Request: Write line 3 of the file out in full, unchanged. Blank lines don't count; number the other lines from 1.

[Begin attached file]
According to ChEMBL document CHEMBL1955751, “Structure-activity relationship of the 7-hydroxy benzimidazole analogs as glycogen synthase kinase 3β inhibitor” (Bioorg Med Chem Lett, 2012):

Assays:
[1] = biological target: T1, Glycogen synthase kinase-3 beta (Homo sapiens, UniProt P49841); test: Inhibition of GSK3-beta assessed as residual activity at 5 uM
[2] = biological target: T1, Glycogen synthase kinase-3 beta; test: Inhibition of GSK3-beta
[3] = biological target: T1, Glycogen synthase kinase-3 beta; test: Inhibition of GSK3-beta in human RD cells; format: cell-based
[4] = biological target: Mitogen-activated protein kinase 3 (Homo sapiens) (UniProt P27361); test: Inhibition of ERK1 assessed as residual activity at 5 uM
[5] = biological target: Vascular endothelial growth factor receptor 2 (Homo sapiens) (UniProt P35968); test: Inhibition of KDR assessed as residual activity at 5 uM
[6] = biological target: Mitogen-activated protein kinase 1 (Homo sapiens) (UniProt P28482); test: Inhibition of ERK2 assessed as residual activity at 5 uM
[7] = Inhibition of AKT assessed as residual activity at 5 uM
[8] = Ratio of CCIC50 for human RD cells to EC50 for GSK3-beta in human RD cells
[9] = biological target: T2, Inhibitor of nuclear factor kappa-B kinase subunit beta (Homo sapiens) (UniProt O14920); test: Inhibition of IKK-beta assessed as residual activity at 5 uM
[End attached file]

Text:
[1] = biological target: T1, Glycogen synthase kinase-3 beta (Homo sapiens, UniProt P49841); test: Inhibition of GSK3-beta assessed as residual activity at 5 uM